Refundable tax credit to subsidize up to 90 percent of coverage for low and middle income Americans ($89 billion over 10 years).

Health centers

Add 230 new and expanded sites to serve an additional one million people in rural and underserved urban areas.

$1.6 billion (+$169 million) to fund 3,685 health center sites serving 14 million people.

Disease prevention

Reduce the incidence of asthma (26.7 million people), diabetes (17 million people), and obesity.

+$100 million for the Centers for Disease Control and Prevention, in partnership with other HHS agencies.


Increase minority homeownership by 5.5 million through 2010 and continue America's record overall homeownership rate (68 percent of households).

Add $7.5 billion in Federal Housing Administration mortgages to 60,000 homebuyers with lower credit ratings.

$200 million to fully fund the Down Payment Assistance initiative.

$2.2 billion (+five percent) for HOME formula funding.

Tax incentives for low-income homeowners ($16 billion over 10 years).


Modernize and reform Medicare for its 41 million eligible beneficiaries to improve care, including a prescription drug benefit option while ensuring its long-term financial viability.

+$400 billion (10-year increase).


Reduce powerplant emissions of sulfur dioxide, nitrogen oxide, and mercury by 70 percent.

$150 million to cleanup orphan hazardous waste sites.

Add $10 million to the President's Brownfields initiative (doubled in 2003).


Continue America's progress on clean air, clean water, and natural resource protection.

$4.3 billion (+seven percent) for the Environmental Protection Agency's operating budget.


Increase from 91 percent to 95 percent by 2005 the population served by community water systems that meets all health-based standards.

Increase the long-term Clean Water State Revolving Fund level to $2.8 billion and the Drinking Water State Revolving Fund to $1.2 billion.

Stewardship of parks and other federal lands

Eliminate the National Park Service maintenance backlog.

Double funding (2002–2006) to eliminate maintenance backlog.

$900 million to fully fund the Land and Water Conservation Fund.


Reduce risk to the 73 million acres of federal forest vulnerable to catastrophic fire.

$415 million for the Forest Service and Interior Department to implement the President's Healthy Forests Initiative.


Enhance the nation's wildlife refuges.

$402 million (+$27 million) for national wildlife refuges.

Research and development

Promote scientific discovery and technological innovation to generate economic growth and jobs, and to improve national defense and the quality of life.

$123 billion (+seven percent).


Serve six million veterans participating in Veterans Affairs programs.

Reduce disability claims processing from 209 days (2002) to 100 days (2004).

Increase claims accuracy from 80 percent to 90 percent in this same time period.

$63.6 billion.

Management Highlights

Recent Accomplishments
  • Two years ahead of schedule, the Department of the Treasury and the Social Security Administration met the goal to produce audited financial statements by November 15th, 45 days after the end of the year compared with 151 days under previous administrations.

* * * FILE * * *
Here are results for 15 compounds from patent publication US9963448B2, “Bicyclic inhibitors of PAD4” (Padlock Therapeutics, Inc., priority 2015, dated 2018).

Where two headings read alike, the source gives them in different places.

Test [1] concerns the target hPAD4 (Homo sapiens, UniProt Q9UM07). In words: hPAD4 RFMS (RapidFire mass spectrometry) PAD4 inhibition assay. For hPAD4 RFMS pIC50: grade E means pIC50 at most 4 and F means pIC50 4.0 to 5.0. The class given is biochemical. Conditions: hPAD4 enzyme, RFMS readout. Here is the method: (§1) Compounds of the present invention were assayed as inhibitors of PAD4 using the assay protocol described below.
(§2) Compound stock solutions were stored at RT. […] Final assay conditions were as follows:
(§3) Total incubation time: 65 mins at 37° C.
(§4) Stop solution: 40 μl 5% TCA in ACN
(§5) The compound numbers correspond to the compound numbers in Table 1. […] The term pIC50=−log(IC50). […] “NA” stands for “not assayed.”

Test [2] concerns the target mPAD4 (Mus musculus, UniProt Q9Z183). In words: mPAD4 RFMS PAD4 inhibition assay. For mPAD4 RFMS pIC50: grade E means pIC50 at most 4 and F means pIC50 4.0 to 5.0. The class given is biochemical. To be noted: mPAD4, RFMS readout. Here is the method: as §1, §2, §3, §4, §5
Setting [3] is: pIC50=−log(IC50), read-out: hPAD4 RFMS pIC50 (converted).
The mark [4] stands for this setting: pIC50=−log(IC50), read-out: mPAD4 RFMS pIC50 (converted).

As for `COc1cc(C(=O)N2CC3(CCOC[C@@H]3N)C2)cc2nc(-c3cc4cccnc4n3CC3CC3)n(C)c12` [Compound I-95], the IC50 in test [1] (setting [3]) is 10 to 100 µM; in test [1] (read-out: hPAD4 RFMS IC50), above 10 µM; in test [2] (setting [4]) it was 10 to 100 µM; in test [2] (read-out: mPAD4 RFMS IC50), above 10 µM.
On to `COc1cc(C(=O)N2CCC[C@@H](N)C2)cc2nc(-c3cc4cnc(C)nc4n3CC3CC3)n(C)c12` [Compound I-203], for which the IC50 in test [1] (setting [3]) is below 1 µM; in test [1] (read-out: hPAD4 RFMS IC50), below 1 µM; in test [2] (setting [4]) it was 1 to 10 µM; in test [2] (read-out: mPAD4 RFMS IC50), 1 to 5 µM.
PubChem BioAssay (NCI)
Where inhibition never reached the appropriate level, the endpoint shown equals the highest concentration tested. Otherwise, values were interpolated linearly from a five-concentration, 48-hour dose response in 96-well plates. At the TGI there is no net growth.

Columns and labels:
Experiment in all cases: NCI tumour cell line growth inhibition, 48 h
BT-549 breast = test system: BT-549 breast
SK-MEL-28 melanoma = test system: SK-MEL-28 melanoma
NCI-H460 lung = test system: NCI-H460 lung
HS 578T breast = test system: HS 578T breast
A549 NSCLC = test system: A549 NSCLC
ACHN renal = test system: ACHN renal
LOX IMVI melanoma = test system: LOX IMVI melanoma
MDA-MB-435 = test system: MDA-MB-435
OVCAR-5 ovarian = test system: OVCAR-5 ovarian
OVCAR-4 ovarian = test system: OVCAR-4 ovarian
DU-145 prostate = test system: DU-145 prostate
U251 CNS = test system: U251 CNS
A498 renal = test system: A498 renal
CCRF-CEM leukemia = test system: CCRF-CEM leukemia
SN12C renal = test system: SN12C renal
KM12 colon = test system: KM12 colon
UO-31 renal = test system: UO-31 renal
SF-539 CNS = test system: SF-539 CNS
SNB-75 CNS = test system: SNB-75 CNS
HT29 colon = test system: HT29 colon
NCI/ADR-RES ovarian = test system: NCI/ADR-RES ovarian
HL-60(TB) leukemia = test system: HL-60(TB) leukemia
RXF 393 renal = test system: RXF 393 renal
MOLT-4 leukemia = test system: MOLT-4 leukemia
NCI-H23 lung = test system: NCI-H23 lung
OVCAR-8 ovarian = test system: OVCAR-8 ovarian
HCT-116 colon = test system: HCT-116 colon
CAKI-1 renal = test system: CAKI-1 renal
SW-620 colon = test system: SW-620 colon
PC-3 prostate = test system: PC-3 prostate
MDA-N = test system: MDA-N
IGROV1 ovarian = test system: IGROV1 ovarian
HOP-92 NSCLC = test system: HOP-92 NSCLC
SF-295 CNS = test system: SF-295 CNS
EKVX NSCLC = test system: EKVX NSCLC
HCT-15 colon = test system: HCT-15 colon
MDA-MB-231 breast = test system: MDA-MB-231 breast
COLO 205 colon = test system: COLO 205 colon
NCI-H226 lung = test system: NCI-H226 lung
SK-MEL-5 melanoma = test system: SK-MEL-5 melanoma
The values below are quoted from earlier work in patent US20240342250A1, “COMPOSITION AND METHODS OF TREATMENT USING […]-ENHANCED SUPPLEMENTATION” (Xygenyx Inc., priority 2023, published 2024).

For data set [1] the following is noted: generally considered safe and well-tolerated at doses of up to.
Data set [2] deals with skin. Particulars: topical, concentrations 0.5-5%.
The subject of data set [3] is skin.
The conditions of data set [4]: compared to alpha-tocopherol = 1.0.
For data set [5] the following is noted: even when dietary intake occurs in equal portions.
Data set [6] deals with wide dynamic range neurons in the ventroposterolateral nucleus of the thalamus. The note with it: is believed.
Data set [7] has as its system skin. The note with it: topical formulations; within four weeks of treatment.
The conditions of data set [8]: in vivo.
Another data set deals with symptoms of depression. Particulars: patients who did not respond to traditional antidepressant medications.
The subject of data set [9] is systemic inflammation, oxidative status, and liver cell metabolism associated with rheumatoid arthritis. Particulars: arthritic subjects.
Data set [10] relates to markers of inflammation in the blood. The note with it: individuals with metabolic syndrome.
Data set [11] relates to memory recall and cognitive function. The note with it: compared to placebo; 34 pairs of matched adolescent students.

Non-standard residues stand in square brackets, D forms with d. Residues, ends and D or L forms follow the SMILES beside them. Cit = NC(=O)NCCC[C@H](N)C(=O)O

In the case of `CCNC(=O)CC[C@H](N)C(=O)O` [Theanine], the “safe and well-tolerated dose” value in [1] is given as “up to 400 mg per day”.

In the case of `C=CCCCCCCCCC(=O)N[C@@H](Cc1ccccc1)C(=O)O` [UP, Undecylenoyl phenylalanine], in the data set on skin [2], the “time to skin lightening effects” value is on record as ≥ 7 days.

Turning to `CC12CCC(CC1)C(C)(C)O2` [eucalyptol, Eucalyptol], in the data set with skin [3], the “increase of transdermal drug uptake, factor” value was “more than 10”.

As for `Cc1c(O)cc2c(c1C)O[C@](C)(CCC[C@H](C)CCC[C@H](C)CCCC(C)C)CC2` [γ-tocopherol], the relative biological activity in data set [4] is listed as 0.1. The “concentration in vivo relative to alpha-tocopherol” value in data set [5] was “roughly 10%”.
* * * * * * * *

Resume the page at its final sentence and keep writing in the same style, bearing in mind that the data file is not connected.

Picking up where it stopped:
• For the first time ever, the Department of Agriculture received a clean opinion on its financial statements. Indications are that NASA will get a clean opinion, as well.

  • The Department of Health and Human Services (HHS) has reduced its personnel offices from 40 to seven, and will eventually reduce to just one. This and other consolidations will allow HHS to redeploy hundreds of employees to the front lines to deliver services directly to the American people.

  • The Department of Defense reduced headquarters staff by 11 percent, reducing civilian employees by over 3,000 in just the last year.

  • Erroneous Medicare payments fell from 6.8 percent in 2000 to 6.3 percent in 2001. Erroneous Food Stamp payments fell from 8.9 percent in 2000 to 8.7 percent in 2001. These seemingly small gains prevented the waste of almost $1 billion.

  • Citizens are now only three clicks away from transactions and services on the redesigned that Yahoo!© rated as one of the “world's 50 most incredibly useful websites.”

  • The federal government began 2002 with 10 percent of its individually billed travel accounts delinquent. That amount has been cut to six percent, bringing total delinquent dollars for individually billed accounts down by over $300 million.

  • The President secured passage of legislation pulling 22 agencies and programs into one new Department of Homeland Security. The Department will have enhanced managerial flexibilities, including giving managers the ability to quickly move workers to better safeguard the nation from attack.

  • provides, with a minimum of red tape, an online tool for citizens to learn about federal benefit programs for which they may qualify.

Sample Work in Progress
  • The Free File program, launched by the IRS in January 2003, will enable 60 percent or more of taxpaying Americans to prepare and file their taxes online, for free.

  • The number of federal payroll providers will be reduced from 22 to two, saving the American taxpayers $1.2 billion in payroll processing costs.

  • All major federal departments and agencies will produce audited financial statements 45 days after the end of 2004.

  • The Department of Housing and Urban Development will cut its erroneous rental subsidy payments in half.

  • Rules for conducting public-private competitions will be slashed by almost 12,000 words, cutting the time for holding competitions from up to four years to a maximum of just one.

  • The Department of Veterans Affairs is opening up the activities of 52,000 employees to competition over the next five years, and 25,000 of them in 2003.

  • The number of government-owned vehicles will decline by more than 10,000 in 2004.